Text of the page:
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Child mortality in the developed world: the UK and the rest
  1. Robert Scott-Jupp
  1. Correspondence to Dr Robert Scott-Jupp, Salisbury District Hospital, Salisbury, SP2 8BJ, UK; scottjupp{at}virginmedia.com

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There has been a spectacular fall in child mortality in developed countries in recent decades. According to a report from UNICEF, the decline in under-five mortality from 1990 to 2012 has been 57% in developed regions compared with 47% in developing regions.1

In England and Wales in 1974, 16 900 children died; in 2012, the figure was 4900.2 Thus, if intervening demographic changes are overlooked, it could be claimed that social and medical progress has kept alive each year 12 000 children who would have died four decades ago. However, the improving trend has not been evenly distributed among nations, regions, and age and demographic groups.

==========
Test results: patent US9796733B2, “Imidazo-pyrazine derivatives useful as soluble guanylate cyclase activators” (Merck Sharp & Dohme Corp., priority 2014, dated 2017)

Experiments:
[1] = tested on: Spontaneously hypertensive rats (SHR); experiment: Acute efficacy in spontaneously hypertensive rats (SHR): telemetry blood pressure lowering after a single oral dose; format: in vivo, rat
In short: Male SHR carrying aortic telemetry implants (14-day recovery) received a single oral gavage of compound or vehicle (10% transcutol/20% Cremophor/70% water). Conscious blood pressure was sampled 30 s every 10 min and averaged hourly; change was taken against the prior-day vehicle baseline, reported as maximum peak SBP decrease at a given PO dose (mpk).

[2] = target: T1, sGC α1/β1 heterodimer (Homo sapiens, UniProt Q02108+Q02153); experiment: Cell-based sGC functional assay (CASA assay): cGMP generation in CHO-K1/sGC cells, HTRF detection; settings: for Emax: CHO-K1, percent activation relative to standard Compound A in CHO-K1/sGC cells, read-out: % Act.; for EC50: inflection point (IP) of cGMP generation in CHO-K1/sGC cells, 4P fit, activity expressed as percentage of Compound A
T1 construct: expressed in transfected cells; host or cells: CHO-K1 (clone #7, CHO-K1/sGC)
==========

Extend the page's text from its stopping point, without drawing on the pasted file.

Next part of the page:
The Lancet has published an important series of papers that should both worry and motivate everyone who works in child health, especially those of us in the UK. These papers underpin the report published by the UK Royal College of Paediatrics and Child Health in May 2014, ‘Why children die’, which stimulated significant media interest.3

Viner, Wolfe and colleagues compared trends in overall mortality between the UK and a group of 17 countries that are socio-economically comparable (the ‘EU15+’, 15 European countries plus Canada and Australia but …

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